Health

Tips to buy a portable oxygen concentrator

Portable oxygen concentrators are battery-operated oxygen concentrators that work in the same way as stationary or home oxygen concentrators but are much smaller and more portable. In contrast to Home Oxygen Concentrators, most Portable Oxygen Concentrators (POC) operate on a pulse/on-demand flow, which means they only supply Oxygen to patients when they inhale.

Portable oxygen concentrators are powered by internal/external rechargeable batteries and can also be plugged into an electrical outlet at home. Most models also include the ability to connect to a car charger (DC socket).

Longer battery life makes life easier for patients, and they don’t feel as if they’re burdening others physiologically while on oxygen therapy; they can spend time with their families/friends, go anyplace, and most essential, do their jobs. Let us look at some of the tips that you must keep in mind before buying a portable oxygen concentrator.

1. Weight

Weight is the most significant aspect to consider when purchasing a portable oxygen concentrator. Portable oxygen concentrators are designed to make life easier and assist you in maintaining an active lifestyle, whether for work or pleasure. Carrying a large model around may obstruct your freedom of movement and may possibly create shoulder or back problems.

The lightest model is Inogen One G5 (2.16 kg), followed by Oxymed Lite (2.2 kg) and DeVilbiss iGo2 (2.4 kg) (2.2 kg). Airsep Freestyle 5 (2.8 kg) is the heaviest in the pulse flow category, while SeQual Eclipse 5 (8.3 kg) is the heaviest overall because of its better capacity.

2. Sound Level

While operating, portable oxygen concentrators emit a low droning sound. It is typically quieter than a normal chat. However, because you’ll be spending the majority of your day with your Portable Oxygen Concentrator, and maybe sleeping with it, you’ll want to make sure it can operate at a level that you’re comfortable with.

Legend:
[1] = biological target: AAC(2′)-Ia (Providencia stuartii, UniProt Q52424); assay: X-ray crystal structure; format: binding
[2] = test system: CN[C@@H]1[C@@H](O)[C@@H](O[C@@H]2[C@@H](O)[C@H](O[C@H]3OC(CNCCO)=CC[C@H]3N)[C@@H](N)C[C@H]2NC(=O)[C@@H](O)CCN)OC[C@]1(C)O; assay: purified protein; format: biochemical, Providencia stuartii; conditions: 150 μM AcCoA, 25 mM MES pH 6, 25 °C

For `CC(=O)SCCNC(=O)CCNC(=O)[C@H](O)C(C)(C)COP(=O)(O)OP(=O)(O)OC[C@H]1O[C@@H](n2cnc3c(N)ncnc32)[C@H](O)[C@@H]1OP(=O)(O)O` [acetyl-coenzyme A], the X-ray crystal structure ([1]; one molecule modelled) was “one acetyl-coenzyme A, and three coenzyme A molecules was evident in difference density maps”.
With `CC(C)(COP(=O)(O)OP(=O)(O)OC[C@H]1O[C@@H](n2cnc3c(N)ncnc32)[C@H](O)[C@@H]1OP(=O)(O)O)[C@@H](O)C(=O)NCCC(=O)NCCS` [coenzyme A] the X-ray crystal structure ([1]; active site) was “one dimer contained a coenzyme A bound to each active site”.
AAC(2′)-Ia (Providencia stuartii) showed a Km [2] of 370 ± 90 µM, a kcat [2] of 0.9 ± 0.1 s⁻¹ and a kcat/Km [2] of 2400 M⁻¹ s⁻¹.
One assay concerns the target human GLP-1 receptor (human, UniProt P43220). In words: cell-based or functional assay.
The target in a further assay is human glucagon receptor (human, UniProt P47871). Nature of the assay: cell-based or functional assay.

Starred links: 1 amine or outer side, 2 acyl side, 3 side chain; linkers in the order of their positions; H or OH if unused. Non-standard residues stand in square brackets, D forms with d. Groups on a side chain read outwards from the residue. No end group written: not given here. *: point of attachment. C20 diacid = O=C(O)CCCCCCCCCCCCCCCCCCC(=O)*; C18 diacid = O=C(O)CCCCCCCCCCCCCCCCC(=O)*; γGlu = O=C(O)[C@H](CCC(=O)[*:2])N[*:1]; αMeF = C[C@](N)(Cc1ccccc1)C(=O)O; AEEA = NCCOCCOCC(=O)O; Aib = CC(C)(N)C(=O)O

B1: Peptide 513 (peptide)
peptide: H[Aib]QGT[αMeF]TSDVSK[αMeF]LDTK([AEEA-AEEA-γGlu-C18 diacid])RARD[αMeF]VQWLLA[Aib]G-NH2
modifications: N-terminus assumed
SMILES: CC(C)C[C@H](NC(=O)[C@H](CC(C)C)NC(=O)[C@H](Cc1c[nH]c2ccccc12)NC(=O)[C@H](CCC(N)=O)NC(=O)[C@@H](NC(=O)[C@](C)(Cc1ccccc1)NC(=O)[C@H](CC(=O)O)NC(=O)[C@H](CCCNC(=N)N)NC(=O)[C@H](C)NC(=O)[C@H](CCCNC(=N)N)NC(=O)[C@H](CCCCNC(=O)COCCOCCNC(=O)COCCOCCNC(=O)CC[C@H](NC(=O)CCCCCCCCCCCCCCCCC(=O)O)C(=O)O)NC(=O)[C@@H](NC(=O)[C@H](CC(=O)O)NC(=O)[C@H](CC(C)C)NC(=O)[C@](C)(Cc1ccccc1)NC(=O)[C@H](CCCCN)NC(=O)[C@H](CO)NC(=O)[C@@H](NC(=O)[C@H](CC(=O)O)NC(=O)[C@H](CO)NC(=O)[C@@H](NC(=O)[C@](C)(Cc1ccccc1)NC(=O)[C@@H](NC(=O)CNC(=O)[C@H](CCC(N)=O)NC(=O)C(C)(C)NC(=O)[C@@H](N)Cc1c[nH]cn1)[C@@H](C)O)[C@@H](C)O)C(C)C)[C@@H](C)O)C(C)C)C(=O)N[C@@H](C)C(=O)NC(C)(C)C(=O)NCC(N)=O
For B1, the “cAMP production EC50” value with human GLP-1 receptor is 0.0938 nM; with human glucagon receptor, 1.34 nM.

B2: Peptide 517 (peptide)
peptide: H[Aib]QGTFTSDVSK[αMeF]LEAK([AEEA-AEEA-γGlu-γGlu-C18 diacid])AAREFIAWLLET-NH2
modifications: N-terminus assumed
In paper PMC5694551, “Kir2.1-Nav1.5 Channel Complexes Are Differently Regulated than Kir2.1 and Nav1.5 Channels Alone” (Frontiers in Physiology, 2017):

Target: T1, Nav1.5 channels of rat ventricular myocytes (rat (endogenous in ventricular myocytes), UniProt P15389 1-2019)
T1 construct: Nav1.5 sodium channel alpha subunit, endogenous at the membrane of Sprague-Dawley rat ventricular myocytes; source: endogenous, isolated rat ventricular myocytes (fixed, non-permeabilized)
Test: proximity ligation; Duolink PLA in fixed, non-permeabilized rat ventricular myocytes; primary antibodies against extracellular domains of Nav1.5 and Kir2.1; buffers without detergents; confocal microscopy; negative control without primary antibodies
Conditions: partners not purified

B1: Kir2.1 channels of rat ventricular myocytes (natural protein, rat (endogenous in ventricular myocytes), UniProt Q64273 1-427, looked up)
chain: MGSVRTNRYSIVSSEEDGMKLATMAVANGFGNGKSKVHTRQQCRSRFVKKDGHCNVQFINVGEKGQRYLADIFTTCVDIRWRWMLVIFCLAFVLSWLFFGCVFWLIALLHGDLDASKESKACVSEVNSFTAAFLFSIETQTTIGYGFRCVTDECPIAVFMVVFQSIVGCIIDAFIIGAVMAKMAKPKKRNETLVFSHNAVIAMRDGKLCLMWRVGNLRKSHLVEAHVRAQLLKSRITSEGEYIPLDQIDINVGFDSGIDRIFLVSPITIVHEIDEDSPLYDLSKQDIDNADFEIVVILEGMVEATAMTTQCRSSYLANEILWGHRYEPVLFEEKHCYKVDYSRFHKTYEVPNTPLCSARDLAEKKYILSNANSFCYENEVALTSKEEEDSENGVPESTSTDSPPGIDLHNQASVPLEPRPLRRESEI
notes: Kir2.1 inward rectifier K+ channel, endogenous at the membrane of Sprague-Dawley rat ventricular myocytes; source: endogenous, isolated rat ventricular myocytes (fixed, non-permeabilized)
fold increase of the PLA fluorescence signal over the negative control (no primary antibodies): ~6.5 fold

The quietest is the DeVilbiss iGo2 (37 dB), followed by the Inogen One G5 (38 dB). The sound level on the Invacare XPO2 is the highest (45 dB), although it’s a minor change that you’ll quickly get used to.

3. Maximum Battery Backup

Another important consideration for a Portable Oxygen Concentrator is the amount of battery backup it can provide, which includes both internal and external batteries. The longer you can go without having to stop for a charge, the better the battery backup.

Inogen One G5 (13 hours) is at the top of the list, followed by SimplyGo Mini (9 hours) and Freestyle Comfort 5 (8 hours). SimplyGo (3 hours) comes in last.

4. Recharge Efficiency

There will be occasions when you will have to travel long distances. In such instances, you will need to periodically recharge your Portable Oxygen Concentrator. The recharging efficiency comes into play at this point. It affects how much battery backup your Portable Oxygen Concentrator can provide when fully charged. You will have to stop less frequently and charge cycles will be shorter if the model has a high recharge efficiency.

Inogen One G5 (130 minutes) is still the best performer, followed by Invacare Platinum (105 minutes) and DeVilbiss iGo2 (90 minutes) (70 minutes). In this way, the Invacare XPO2 (38 minutes) falls short of the other versions.

5. FAA Approval

While purchasing a Portable Oxygen Concentrator in the hopes of being able to travel freely, you’ll want to know if the type is approved for use on flights. This is the purpose of the FAA (Federal Aviation Administration) approval. When a model is authorized by the FAA, it implies it is safe to fly with. Only FAA-approved portable oxygen concentrators will be accepted by airlines. So, before you buy anything, make sure you look and see if the FAA has cleared your preferred model.

6. Oxygen Flow Output

The number of flow settings available by the Portable Oxygen Concentrator type is taken into account by this parameter. The number of settings impacts how much oxygen the model can provide, as well as how pleasantly you can travel oxygen while using it. For example, 4 pulse settings correspond to about 4 LPM of continuous oxygen delivery, and so on. The model is ideal for people with higher requirements if the pulse flow setting is higher.

With 9 pulse flow settings and continuous flow up to 3 LPM, the SeQual Eclipse 5 is the most flexible Portable Oxygen Concentrator on the market. SimplyGo and Inogen One G5 both feature six settings. Philips SimplyGo, on the other hand, is a step ahead of Inogen One G5, as it delivers continuous flow, whereas Inogen One G5 does not. It’s also worth noting that the only two Portable Oxygen Concentrators with a continuous flow option are the SeQual Eclipse 5 and SimplyGo.

We’ve given you all of the information you’ll need to choose the best Portable Oxygen Concentrator for you. Before making a final decision, you should be aware of the parameters, think about your own needs, and weigh the benefits and drawbacks.

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